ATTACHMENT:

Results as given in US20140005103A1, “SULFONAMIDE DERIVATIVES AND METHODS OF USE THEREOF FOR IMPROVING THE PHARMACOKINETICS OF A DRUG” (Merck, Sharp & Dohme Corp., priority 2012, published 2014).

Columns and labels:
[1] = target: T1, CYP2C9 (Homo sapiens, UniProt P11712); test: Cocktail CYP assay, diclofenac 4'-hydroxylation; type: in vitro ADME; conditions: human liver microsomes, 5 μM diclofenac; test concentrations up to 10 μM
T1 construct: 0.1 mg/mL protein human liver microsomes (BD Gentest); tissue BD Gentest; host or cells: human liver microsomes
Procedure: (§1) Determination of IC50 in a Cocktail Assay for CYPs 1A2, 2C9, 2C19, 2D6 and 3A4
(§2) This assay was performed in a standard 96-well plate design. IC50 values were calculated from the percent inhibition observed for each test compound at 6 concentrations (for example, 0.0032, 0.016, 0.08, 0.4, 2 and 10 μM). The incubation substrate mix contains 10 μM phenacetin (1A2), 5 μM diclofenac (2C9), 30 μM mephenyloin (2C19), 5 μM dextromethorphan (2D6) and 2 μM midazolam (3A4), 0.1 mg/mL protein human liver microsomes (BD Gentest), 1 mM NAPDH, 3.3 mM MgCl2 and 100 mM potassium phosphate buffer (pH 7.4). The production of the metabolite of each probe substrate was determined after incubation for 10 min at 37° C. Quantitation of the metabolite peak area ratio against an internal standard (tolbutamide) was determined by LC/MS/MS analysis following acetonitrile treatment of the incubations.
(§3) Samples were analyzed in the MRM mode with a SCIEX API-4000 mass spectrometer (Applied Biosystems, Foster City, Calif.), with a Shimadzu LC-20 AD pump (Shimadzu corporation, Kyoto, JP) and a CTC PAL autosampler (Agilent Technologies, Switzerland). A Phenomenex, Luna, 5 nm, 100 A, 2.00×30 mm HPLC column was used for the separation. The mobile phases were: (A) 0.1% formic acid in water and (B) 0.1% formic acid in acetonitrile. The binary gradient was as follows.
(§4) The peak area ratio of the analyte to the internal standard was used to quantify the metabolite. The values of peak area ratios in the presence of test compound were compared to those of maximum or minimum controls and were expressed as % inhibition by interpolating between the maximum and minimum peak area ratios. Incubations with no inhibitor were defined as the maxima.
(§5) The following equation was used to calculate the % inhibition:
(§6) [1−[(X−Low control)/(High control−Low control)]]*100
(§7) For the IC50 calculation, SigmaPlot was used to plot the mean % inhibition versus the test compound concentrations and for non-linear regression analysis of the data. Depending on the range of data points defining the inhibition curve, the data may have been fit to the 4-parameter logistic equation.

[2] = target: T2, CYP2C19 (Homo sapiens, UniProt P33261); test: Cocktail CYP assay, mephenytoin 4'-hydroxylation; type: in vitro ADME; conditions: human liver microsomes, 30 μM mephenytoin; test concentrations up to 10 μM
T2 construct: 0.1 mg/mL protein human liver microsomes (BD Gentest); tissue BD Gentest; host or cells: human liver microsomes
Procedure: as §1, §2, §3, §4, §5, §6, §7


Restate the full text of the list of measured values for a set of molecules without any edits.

Results as given in US20140005103A1, “SULFONAMIDE DERIVATIVES AND METHODS OF USE THEREOF FOR IMPROVING THE PHARMACOKINETICS OF A DRUG” (Merck, Sharp & Dohme Corp., priority 2012, published 2014).

Columns and labels:
[1] = target: T1, CYP2C9 (Homo sapiens, UniProt P11712); test: Cocktail CYP assay, diclofenac 4'-hydroxylation; type: in vitro ADME; conditions: human liver microsomes, 5 μM diclofenac; test concentrations up to 10 μM
T1 construct: 0.1 mg/mL protein human liver microsomes (BD Gentest); tissue BD Gentest; host or cells: human liver microsomes
Procedure: (§1) Determination of IC50 in a Cocktail Assay for CYPs 1A2, 2C9, 2C19, 2D6 and 3A4
(§2) This assay was performed in a standard 96-well plate design. IC50 values were calculated from the percent inhibition observed for each test compound at 6 concentrations (for example, 0.0032, 0.016, 0.08, 0.4, 2 and 10 μM). The incubation substrate mix contains 10 μM phenacetin (1A2), 5 μM diclofenac (2C9), 30 μM mephenyloin (2C19), 5 μM dextromethorphan (2D6) and 2 μM midazolam (3A4), 0.1 mg/mL protein human liver microsomes (BD Gentest), 1 mM NAPDH, 3.3 mM MgCl2 and 100 mM potassium phosphate buffer (pH 7.4). The production of the metabolite of each probe substrate was determined after incubation for 10 min at 37° C. Quantitation of the metabolite peak area ratio against an internal standard (tolbutamide) was determined by LC/MS/MS analysis following acetonitrile treatment of the incubations.
(§3) Samples were analyzed in the MRM mode with a SCIEX API-4000 mass spectrometer (Applied Biosystems, Foster City, Calif.), with a Shimadzu LC-20 AD pump (Shimadzu corporation, Kyoto, JP) and a CTC PAL autosampler (Agilent Technologies, Switzerland). A Phenomenex, Luna, 5 nm, 100 A, 2.00×30 mm HPLC column was used for the separation. The mobile phases were: (A) 0.1% formic acid in water and (B) 0.1% formic acid in acetonitrile. The binary gradient was as follows.
(§4) The peak area ratio of the analyte to the internal standard was used to quantify the metabolite. The values of peak area ratios in the presence of test compound were compared to those of maximum or minimum controls and were expressed as % inhibition by interpolating between the maximum and minimum peak area ratios. Incubations with no inhibitor were defined as the maxima.
(§5) The following equation was used to calculate the % inhibition:
(§6) [1−[(X−Low control)/(High control−Low control)]]*100
(§7) For the IC50 calculation, SigmaPlot was used to plot the mean % inhibition versus the test compound concentrations and for non-linear regression analysis of the data. Depending on the range of data points defining the inhibition curve, the data may have been fit to the 4-parameter logistic equation.

[2] = target: T2, CYP2C19 (Homo sapiens, UniProt P33261); test: Cocktail CYP assay, mephenytoin 4'-hydroxylation; type: in vitro ADME; conditions: human liver microsomes, 30 μM mephenytoin; test concentrations up to 10 μM
T2 construct: 0.1 mg/mL protein human liver microsomes (BD Gentest); tissue BD Gentest; host or cells: human liver microsomes
Procedure: as §1, §2, §3, §4, §5, §6, §7